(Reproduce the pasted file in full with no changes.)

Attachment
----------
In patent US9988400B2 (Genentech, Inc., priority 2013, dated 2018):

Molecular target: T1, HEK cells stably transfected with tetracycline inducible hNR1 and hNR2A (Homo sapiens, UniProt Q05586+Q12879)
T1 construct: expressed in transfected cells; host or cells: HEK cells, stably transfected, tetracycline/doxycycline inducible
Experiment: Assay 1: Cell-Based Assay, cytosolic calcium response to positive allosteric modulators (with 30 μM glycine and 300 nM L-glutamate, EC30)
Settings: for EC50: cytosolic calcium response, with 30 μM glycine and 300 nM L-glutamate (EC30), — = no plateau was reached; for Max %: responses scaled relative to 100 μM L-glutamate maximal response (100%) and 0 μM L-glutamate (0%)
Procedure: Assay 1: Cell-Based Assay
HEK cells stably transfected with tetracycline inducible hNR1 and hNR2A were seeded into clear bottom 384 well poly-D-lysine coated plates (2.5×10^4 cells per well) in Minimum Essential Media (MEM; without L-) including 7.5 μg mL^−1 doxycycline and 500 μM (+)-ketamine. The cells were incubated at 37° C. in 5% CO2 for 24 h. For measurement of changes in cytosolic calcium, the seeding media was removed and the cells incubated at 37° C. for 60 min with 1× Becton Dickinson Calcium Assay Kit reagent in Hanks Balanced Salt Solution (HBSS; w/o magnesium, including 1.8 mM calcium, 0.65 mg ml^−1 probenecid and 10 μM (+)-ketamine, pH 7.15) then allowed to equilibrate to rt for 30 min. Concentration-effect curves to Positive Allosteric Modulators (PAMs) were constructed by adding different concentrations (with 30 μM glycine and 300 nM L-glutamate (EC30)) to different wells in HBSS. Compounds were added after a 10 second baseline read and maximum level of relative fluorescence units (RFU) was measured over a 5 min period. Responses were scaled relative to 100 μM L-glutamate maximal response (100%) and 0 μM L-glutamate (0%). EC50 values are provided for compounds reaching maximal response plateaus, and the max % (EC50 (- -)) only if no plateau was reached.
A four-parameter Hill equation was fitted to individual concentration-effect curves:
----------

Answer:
In patent US9988400B2 (Genentech, Inc., priority 2013, dated 2018):

Molecular target: T1, HEK cells stably transfected with tetracycline inducible hNR1 and hNR2A (Homo sapiens, UniProt Q05586+Q12879)
T1 construct: expressed in transfected cells; host or cells: HEK cells, stably transfected, tetracycline/doxycycline inducible
Experiment: Assay 1: Cell-Based Assay, cytosolic calcium response to positive allosteric modulators (with 30 μM glycine and 300 nM L-glutamate, EC30)
Settings: for EC50: cytosolic calcium response, with 30 μM glycine and 300 nM L-glutamate (EC30), — = no plateau was reached; for Max %: responses scaled relative to 100 μM L-glutamate maximal response (100%) and 0 μM L-glutamate (0%)
Procedure: Assay 1: Cell-Based Assay
HEK cells stably transfected with tetracycline inducible hNR1 and hNR2A were seeded into clear bottom 384 well poly-D-lysine coated plates (2.5×10^4 cells per well) in Minimum Essential Media (MEM; without L-) including 7.5 μg mL^−1 doxycycline and 500 μM (+)-ketamine. The cells were incubated at 37° C. in 5% CO2 for 24 h. For measurement of changes in cytosolic calcium, the seeding media was removed and the cells incubated at 37° C. for 60 min with 1× Becton Dickinson Calcium Assay Kit reagent in Hanks Balanced Salt Solution (HBSS; w/o magnesium, including 1.8 mM calcium, 0.65 mg ml^−1 probenecid and 10 μM (+)-ketamine, pH 7.15) then allowed to equilibrate to rt for 30 min. Concentration-effect curves to Positive Allosteric Modulators (PAMs) were constructed by adding different concentrations (with 30 μM glycine and 300 nM L-glutamate (EC30)) to different wells in HBSS. Compounds were added after a 10 second baseline read and maximum level of relative fluorescence units (RFU) was measured over a 5 min period. Responses were scaled relative to 100 μM L-glutamate maximal response (100%) and 0 μM L-glutamate (0%). EC50 values are provided for compounds reaching maximal response plateaus, and the max % (EC50 (- -)) only if no plateau was reached.
A four-parameter Hill equation was fitted to individual concentration-effect curves: